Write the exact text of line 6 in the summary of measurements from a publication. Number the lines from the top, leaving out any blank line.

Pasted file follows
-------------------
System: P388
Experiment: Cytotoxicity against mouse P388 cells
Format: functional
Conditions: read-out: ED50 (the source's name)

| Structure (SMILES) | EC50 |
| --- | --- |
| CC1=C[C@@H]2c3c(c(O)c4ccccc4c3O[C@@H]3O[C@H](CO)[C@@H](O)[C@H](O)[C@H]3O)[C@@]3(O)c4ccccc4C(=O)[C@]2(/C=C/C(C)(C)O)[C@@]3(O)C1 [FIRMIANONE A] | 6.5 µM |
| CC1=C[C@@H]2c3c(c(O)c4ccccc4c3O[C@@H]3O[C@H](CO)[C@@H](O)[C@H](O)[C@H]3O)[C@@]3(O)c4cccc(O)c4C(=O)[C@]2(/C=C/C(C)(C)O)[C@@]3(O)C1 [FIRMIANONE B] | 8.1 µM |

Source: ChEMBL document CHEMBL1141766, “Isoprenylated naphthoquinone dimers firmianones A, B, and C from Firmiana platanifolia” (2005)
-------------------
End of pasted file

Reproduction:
| --- | --- |